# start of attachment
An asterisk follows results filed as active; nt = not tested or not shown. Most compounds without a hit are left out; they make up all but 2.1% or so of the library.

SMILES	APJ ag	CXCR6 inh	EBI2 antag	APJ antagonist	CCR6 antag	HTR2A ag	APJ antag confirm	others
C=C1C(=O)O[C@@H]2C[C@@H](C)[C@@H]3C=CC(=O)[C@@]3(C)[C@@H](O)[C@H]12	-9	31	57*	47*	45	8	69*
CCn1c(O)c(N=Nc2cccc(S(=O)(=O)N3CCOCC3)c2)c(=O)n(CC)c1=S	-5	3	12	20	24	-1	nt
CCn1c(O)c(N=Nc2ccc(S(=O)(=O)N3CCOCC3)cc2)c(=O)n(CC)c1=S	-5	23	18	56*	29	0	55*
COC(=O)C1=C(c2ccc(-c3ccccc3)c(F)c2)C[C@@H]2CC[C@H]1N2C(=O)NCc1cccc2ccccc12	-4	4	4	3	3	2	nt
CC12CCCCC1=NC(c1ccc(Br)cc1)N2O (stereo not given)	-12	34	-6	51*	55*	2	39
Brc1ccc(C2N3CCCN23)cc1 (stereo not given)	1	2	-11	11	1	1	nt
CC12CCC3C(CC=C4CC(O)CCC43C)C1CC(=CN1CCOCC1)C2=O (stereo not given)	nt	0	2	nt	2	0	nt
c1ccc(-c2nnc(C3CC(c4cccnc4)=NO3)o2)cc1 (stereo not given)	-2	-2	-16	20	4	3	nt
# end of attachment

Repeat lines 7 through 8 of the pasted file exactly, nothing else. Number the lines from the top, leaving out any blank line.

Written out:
CC12CCCCC1=NC(c1ccc(Br)cc1)N2O (stereo not given)	-12	34	-6	51*	55*	2	39
Brc1ccc(C2N3CCCN23)cc1 (stereo not given)	1	2	-11	11	1	1	nt